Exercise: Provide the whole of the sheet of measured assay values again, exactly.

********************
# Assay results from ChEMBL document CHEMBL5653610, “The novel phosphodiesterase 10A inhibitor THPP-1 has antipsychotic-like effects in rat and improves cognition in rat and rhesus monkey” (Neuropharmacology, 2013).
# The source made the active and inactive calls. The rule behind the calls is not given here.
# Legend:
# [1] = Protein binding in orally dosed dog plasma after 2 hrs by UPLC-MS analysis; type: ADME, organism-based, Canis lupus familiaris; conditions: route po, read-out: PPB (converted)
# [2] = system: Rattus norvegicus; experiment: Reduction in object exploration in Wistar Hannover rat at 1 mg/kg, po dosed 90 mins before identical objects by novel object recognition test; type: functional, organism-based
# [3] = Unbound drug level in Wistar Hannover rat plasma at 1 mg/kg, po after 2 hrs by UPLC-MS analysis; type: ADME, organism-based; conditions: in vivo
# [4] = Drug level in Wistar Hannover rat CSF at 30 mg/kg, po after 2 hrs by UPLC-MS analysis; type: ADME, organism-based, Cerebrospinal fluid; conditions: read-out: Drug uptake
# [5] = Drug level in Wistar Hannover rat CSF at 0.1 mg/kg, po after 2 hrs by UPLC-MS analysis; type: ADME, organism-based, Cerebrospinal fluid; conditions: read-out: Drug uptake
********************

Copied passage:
# Assay results from ChEMBL document CHEMBL5653610, “The novel phosphodiesterase 10A inhibitor THPP-1 has antipsychotic-like effects in rat and improves cognition in rat and rhesus monkey” (Neuropharmacology, 2013).
# The source made the active and inactive calls. The rule behind the calls is not given here.
# Legend:
# [1] = Protein binding in orally dosed dog plasma after 2 hrs by UPLC-MS analysis; type: ADME, organism-based, Canis lupus familiaris; conditions: route po, read-out: PPB (converted)
# [2] = system: Rattus norvegicus; experiment: Reduction in object exploration in Wistar Hannover rat at 1 mg/kg, po dosed 90 mins before identical objects by novel object recognition test; type: functional, organism-based
# [3] = Unbound drug level in Wistar Hannover rat plasma at 1 mg/kg, po after 2 hrs by UPLC-MS analysis; type: ADME, organism-based; conditions: in vivo
# [4] = Drug level in Wistar Hannover rat CSF at 30 mg/kg, po after 2 hrs by UPLC-MS analysis; type: ADME, organism-based, Cerebrospinal fluid; conditions: read-out: Drug uptake
# [5] = Drug level in Wistar Hannover rat CSF at 0.1 mg/kg, po after 2 hrs by UPLC-MS analysis; type: ADME, organism-based, Cerebrospinal fluid; conditions: read-out: Drug uptake